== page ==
The State’s largest solar facility to be built in Lind

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Bob Kirkpatrick/The Sun Tribune - The first dirt was turned on shared commercial solar facility that is schedule to be online in November. It’s the largest infrastructure project in Adams County in the past 20 years. Pictured from left are Western Region Manager John Knight with Strata Solar, Adams County Commissioner Roger Hartwig, Marc Schaffner with Avista, Adams County Commissioner John Marshall, Adams County Commissioner Terry Thompson, and Lind Mayor Paula Bell turn dirt on the site of the shared commercial solar facility that is schedule to be online in November.

LIND — Local and State dignitaries attended a ground breaking ceremony in Lind May 24 for what will become Washington’s largest shared commercial solar facility that calls for 81,000 solar panels to be erected over 200 acres.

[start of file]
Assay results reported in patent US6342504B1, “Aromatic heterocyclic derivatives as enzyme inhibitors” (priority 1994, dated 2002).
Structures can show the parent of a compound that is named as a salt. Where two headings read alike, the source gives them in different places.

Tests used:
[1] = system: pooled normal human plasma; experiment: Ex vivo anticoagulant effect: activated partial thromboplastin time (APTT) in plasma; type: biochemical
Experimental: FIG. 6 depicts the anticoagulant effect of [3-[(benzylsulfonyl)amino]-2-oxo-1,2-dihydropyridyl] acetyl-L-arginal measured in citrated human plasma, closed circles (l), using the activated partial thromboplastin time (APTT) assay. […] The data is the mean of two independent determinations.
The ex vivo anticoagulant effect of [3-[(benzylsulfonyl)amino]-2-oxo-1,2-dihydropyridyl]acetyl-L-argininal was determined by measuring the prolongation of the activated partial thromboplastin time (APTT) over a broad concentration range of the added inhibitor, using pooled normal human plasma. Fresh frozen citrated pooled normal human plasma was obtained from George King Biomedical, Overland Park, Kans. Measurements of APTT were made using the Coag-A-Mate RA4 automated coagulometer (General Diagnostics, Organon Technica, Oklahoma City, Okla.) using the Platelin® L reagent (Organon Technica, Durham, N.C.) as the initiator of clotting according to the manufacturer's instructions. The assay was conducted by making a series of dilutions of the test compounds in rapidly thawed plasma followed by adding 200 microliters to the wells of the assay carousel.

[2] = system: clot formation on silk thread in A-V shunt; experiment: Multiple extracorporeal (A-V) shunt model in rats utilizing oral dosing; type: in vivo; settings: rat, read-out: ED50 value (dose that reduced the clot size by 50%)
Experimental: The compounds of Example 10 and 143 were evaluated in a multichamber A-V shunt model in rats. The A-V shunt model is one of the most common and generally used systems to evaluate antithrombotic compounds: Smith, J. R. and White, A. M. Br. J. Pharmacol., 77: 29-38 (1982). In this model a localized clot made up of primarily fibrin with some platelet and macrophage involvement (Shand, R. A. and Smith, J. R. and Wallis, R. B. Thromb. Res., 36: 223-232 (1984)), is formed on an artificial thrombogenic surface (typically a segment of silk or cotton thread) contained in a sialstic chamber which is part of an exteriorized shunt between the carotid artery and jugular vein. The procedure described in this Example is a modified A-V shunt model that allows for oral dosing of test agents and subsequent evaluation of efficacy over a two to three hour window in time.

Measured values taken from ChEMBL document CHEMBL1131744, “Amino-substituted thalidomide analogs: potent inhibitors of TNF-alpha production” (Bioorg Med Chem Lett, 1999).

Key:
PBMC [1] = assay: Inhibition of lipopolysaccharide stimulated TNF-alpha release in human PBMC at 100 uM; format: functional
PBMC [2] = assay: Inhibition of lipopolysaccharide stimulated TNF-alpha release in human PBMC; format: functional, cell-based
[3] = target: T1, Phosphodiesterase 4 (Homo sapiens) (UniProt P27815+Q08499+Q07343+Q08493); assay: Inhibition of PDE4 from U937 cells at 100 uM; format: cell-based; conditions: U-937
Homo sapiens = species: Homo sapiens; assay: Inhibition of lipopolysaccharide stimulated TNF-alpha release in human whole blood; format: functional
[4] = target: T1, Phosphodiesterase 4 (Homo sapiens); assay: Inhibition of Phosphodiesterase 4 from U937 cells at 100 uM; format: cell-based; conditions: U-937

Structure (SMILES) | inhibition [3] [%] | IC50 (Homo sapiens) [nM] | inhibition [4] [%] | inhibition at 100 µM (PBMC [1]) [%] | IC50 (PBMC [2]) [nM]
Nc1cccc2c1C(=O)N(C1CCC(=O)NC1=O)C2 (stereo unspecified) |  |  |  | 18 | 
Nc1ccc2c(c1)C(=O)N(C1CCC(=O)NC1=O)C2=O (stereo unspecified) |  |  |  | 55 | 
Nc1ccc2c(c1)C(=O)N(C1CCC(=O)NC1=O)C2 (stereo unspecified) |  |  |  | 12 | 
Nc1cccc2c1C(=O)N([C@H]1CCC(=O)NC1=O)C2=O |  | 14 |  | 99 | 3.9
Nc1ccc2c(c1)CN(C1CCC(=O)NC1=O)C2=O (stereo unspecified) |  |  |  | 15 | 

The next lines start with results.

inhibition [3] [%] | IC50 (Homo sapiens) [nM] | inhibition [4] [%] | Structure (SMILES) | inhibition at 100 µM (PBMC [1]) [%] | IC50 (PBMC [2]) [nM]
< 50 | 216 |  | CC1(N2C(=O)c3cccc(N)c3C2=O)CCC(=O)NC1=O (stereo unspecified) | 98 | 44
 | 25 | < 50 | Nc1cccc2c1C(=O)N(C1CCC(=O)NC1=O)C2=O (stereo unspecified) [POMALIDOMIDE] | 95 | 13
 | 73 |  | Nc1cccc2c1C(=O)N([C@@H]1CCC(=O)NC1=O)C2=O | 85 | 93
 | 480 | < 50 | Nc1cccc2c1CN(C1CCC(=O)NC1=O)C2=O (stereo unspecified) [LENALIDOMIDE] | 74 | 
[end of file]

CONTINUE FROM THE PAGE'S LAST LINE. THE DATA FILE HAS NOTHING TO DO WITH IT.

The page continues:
The project is owned and will be operated by North Carolina-based Strata Solar. Swinerton Renewable Energy out of San Diego, Calif is the general contractor. Crew’s, which includes a lot of local area tradesmen, will begin work on the 28-megawatt solar panel farm in June. It’s the largest infrastructure project in Adams County in the past 20 years.

“We’re excited to have this project here in Lind…gives us hope of future projects that might come,” said Adams County Commissioner John Marshall. “There are nine different tax districts that will benefit from this project. There’ll be temporary jobs and the town of Lind will benefit from retail sales. This will spotlight Adams County and bring new awareness to the resources we have here…the beautiful sunshine and the Columbia River.”

The solar facility’s energy production will be the source of a voluntary solar program called Solar Select.TM The large spread of solar panels has the capability to power 4,000 homes, but the Avista Corporation, which is purchasing the electricity, will sell it to as many as 80 industrial and commercial customers around the State.

Marc Schaffner, renewable energy product manager for Avista said the idea for the project was birthed at the conclusion of a community solar project in the Spokane Valley a little over 18 months ago.